Shinta Hernandez

Question #1: Tell me about yourself and how you came to be involved with Open Education.

First of all, thank you for inviting me to be a part of this really important work. I’m honored that I can share with you my experiences and my perspectives about Open and where I think we as a collective whole can progress. As far as my involvement with Open, first of all let me share with you that my background is in public policy. Prior to working in academia, I spent a number of years as a public policy analyst in research and public policy think tank organizations in the Washington DC area; namely the Urban Institute and Westat. While I was a public policy analyst at those organizations, I conducted extensive quantitative and qualitative research studies. I traveled across the United States on site visits to conduct program and policy evaluations including projects like the No Child Left Behind Act, the National Child Abuse and Neglect Study, and the Food Stamp Program Evaluation. All of those are about social policies and social inequities. Then I ventured into the world of academia, starting off as a Sociology instructor at public four-year institutions and two-year higher education institutions in Maryland.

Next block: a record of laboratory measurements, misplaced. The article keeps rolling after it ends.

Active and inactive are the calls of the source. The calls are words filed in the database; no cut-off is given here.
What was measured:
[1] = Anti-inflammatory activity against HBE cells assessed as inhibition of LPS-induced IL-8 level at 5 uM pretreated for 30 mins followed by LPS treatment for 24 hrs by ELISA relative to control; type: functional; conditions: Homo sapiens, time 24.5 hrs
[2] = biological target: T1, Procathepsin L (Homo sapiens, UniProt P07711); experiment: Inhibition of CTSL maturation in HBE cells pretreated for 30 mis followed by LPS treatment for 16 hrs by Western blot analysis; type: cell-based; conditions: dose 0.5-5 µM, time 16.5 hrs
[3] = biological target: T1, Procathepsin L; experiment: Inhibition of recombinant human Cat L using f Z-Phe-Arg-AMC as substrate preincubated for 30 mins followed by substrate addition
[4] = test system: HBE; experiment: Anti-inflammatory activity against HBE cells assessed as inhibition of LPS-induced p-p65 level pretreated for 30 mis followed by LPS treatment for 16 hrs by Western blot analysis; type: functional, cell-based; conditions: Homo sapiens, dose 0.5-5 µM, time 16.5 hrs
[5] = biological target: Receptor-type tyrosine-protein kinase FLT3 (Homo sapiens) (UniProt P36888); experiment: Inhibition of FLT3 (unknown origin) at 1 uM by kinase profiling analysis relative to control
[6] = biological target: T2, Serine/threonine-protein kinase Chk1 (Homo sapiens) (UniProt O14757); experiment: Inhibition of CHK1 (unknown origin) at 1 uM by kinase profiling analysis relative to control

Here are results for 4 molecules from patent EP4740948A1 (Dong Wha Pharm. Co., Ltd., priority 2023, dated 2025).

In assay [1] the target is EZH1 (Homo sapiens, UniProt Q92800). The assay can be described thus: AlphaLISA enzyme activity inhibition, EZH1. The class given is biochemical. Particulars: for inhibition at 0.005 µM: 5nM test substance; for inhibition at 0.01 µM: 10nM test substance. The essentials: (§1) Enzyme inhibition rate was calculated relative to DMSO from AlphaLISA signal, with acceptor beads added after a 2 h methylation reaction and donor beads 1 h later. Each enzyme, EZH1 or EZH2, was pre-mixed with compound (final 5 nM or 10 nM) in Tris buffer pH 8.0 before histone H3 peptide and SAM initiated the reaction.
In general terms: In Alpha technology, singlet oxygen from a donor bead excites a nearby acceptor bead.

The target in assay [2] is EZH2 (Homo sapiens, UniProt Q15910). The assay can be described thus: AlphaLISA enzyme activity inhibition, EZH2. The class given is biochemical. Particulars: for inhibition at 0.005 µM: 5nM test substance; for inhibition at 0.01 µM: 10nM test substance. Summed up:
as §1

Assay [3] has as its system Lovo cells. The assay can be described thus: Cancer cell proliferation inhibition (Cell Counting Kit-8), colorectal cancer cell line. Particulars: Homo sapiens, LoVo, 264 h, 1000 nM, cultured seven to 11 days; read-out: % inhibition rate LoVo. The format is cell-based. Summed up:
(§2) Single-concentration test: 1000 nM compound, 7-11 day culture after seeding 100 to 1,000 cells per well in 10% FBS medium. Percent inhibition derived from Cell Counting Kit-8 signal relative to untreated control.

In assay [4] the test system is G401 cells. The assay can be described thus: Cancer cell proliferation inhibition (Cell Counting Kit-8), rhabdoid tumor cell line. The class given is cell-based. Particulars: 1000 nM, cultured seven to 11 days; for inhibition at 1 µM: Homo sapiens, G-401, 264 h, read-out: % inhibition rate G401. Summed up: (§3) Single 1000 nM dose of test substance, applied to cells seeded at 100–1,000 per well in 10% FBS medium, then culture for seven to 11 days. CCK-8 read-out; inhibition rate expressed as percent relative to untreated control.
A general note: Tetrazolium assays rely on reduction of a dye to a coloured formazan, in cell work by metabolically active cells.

Approaching student success in a holistic, comprehensive and strategic way is what I strive for.

Teaching students in our local communities is near and dear to my heart. Approaching student success in a holistic, comprehensive and strategic way is what I strive for. In Sociology we teach about social and global inequities all the time and we get our students to think about solutions to the issues that plague our societies. It’s fitting for me to continue in this equity work in this current space that I’m in.

Several years ago, Montgomery College received the Achieving the Dream OER Z degree grant. I became involved in that work as a Sociology professor and helped to promote the work throughout my institution. Over time, I started presenting at national conferences on the work that we were doing. Now as a Department Chair of Sociology, Anthropology and Criminal Justice, I’ve been in this role for four years, I get to provide leadership and support to my full-time and my part-time faculty in helping them see the benefits of Open. I help them get their feet wet in this space and create opportunities for them to try different ways to incorporate Open in their teaching.


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